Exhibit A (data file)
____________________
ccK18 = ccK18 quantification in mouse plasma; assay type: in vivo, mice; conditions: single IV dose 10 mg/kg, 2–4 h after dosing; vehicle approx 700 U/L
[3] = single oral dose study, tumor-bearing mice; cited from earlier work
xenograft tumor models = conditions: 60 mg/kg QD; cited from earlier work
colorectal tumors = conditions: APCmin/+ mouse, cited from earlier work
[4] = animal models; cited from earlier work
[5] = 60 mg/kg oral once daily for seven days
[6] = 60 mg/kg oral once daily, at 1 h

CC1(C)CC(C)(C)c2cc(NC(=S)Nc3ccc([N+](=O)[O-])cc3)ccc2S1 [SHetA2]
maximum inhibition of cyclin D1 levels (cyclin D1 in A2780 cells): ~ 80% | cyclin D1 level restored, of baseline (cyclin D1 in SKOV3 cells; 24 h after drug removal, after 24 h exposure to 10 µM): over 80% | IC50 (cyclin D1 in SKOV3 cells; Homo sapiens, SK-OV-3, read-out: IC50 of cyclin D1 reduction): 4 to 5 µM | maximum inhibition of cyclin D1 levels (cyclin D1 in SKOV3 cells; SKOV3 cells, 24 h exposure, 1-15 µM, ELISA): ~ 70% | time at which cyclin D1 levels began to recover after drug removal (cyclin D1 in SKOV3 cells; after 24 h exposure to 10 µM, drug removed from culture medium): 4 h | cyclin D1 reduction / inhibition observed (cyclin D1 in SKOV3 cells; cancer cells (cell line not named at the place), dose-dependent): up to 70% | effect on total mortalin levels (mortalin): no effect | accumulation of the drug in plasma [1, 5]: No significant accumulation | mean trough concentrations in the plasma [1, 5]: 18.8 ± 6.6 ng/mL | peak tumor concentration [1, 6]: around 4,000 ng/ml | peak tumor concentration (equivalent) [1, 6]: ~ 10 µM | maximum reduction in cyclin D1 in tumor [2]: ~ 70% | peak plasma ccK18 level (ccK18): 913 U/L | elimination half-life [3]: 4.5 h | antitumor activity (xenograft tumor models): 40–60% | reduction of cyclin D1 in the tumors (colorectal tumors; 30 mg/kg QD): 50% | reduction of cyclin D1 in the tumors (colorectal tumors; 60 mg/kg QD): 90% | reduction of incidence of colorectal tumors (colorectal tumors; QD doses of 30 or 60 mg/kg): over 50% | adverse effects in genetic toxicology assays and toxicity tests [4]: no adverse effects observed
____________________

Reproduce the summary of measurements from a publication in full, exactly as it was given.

ccK18 = ccK18 quantification in mouse plasma; assay type: in vivo, mice; conditions: single IV dose 10 mg/kg, 2–4 h after dosing; vehicle approx 700 U/L
[3] = single oral dose study, tumor-bearing mice; cited from earlier work
xenograft tumor models = conditions: 60 mg/kg QD; cited from earlier work
colorectal tumors = conditions: APCmin/+ mouse, cited from earlier work
[4] = animal models; cited from earlier work
[5] = 60 mg/kg oral once daily for seven days
[6] = 60 mg/kg oral once daily, at 1 h

CC1(C)CC(C)(C)c2cc(NC(=S)Nc3ccc([N+](=O)[O-])cc3)ccc2S1 [SHetA2]
maximum inhibition of cyclin D1 levels (cyclin D1 in A2780 cells): ~ 80% | cyclin D1 level restored, of baseline (cyclin D1 in SKOV3 cells; 24 h after drug removal, after 24 h exposure to 10 µM): over 80% | IC50 (cyclin D1 in SKOV3 cells; Homo sapiens, SK-OV-3, read-out: IC50 of cyclin D1 reduction): 4 to 5 µM | maximum inhibition of cyclin D1 levels (cyclin D1 in SKOV3 cells; SKOV3 cells, 24 h exposure, 1-15 µM, ELISA): ~ 70% | time at which cyclin D1 levels began to recover after drug removal (cyclin D1 in SKOV3 cells; after 24 h exposure to 10 µM, drug removed from culture medium): 4 h | cyclin D1 reduction / inhibition observed (cyclin D1 in SKOV3 cells; cancer cells (cell line not named at the place), dose-dependent): up to 70% | effect on total mortalin levels (mortalin): no effect | accumulation of the drug in plasma [1, 5]: No significant accumulation | mean trough concentrations in the plasma [1, 5]: 18.8 ± 6.6 ng/mL | peak tumor concentration [1, 6]: around 4,000 ng/ml | peak tumor concentration (equivalent) [1, 6]: ~ 10 µM | maximum reduction in cyclin D1 in tumor [2]: ~ 70% | peak plasma ccK18 level (ccK18): 913 U/L | elimination half-life [3]: 4.5 h | antitumor activity (xenograft tumor models): 40–60% | reduction of cyclin D1 in the tumors (colorectal tumors; 30 mg/kg QD): 50% | reduction of cyclin D1 in the tumors (colorectal tumors; 60 mg/kg QD): 90% | reduction of incidence of colorectal tumors (colorectal tumors; QD doses of 30 or 60 mg/kg): over 50% | adverse effects in genetic toxicology assays and toxicity tests [4]: no adverse effects observed